And with just one not-so-mighty swing of the splitting maul, the previously impervious fir log split neatly into several fire-sized wood chunks.
This episode, brought to you by last weekend’s -25 C cold snap, is just one of the examples that illustrates why I so dearly love this cold, cold valley weather.
It’s not just us woodstove users that benefit from the arctic incursion. The unusually nippy air has resulted in a reliably frozen lake surface that’s given rise to far more lake skating, shinny and ice fishing than anyone expected this early in the season.
Snow hasn’t been plentiful in the valley yet, but the substantial cold makes the creation of artificial snow a simple task. Enough snow has fallen to give downhill skiers and boarders a good taste of their first runs of the season, and cross-country skiers are soon to see a huge variety of nordic circuits ready for action.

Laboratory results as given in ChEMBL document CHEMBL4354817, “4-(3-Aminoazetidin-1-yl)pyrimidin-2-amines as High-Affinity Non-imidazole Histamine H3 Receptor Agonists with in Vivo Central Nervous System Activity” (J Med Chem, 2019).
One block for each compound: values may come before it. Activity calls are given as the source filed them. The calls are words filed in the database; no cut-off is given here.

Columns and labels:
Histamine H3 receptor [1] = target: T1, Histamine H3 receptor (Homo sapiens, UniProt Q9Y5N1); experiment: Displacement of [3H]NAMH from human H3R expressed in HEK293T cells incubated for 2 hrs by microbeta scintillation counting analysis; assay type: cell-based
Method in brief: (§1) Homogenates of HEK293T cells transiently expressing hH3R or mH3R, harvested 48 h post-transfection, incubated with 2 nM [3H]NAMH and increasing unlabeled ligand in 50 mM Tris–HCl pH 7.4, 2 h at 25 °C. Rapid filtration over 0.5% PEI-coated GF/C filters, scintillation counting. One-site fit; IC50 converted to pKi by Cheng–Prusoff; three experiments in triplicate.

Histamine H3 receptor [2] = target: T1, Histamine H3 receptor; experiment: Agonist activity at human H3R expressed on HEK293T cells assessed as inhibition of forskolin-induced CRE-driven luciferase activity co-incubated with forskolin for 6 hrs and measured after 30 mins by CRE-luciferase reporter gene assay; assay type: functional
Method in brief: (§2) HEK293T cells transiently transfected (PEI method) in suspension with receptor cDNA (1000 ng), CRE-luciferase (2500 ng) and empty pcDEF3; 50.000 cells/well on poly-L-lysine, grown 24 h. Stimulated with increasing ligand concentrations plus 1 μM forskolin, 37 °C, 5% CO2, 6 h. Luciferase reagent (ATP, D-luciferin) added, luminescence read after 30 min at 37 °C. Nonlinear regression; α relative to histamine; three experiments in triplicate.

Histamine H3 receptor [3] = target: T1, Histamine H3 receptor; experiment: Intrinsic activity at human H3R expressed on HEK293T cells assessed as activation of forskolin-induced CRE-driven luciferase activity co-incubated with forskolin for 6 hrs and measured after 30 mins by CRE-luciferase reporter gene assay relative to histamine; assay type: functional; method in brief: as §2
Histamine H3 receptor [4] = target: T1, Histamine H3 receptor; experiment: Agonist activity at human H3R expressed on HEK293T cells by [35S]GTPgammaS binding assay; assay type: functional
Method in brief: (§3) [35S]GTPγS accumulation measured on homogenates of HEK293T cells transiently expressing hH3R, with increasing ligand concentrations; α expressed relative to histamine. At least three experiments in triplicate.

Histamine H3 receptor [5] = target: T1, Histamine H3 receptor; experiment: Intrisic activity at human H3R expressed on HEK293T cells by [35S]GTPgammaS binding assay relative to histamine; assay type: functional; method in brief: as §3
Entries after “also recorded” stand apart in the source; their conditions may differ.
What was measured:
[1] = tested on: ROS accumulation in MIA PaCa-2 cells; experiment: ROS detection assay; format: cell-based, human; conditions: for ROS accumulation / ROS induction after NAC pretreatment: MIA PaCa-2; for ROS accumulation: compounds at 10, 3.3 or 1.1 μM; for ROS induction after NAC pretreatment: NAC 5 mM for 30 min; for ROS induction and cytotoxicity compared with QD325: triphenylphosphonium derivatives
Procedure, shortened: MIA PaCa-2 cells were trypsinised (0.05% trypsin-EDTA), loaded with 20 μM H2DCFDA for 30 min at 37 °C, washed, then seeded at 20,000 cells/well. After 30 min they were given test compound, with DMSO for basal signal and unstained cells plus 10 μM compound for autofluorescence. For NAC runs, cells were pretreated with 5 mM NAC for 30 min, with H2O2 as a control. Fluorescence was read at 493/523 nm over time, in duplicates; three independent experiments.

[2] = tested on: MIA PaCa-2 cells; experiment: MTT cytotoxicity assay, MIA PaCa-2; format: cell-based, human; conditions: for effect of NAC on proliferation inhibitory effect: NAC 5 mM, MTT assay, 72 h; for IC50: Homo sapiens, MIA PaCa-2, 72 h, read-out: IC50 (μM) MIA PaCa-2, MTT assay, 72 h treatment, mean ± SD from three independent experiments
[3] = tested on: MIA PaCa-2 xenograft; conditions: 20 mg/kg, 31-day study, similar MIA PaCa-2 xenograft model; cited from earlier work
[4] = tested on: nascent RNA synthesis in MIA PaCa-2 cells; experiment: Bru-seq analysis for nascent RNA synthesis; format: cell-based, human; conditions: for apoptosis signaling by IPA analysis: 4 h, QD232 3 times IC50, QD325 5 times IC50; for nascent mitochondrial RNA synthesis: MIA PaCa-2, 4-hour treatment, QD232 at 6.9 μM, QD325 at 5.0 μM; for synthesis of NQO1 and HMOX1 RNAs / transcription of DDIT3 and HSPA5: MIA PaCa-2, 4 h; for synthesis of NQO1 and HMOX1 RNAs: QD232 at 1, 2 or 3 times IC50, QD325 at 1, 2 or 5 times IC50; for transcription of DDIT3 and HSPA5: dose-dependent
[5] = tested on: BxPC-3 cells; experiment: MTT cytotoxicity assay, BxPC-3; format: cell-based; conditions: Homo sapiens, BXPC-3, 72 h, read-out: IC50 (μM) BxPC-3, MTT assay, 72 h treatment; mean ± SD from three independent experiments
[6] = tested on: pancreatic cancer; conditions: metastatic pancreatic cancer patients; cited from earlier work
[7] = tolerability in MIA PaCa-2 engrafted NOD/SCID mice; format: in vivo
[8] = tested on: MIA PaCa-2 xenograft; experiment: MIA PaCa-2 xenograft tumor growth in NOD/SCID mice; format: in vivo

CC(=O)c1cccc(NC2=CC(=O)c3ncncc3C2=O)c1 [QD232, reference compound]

Those who boldly seek out vertical ice in the form of frozen waterfalls and seeps are enjoying a very promising start to the winter, not to mention a good early dose of cold to let the body adjust its circulation to the weather.
Artists at work at the Radium Hot Springs pools are surely grateful for the super cold air, as it’s allowing them to make good progress on the new ice-and-LED light installation at the pools, Winter Radiance, set to debut on Friday, December 20th.
And many of us who simply enjoy nature’s scenery are glad to take short hikes or strolls through a valley that’s slowly being glazed over by snow and frost.
No matter what the activity, most end the same way: with a trip inside a warming hut, to a cafe, or around a fire to warm up and revel in the warmth of not just the heat source, but the pride that comes from being Canadians embracing our northern stereotypes.
And that’s what it all boils down to: this cold weather is good for our sense of community. The colder it gets, the more we bond together.
So summon the courage to get outside and enjoy the season – you’ll be glad you did.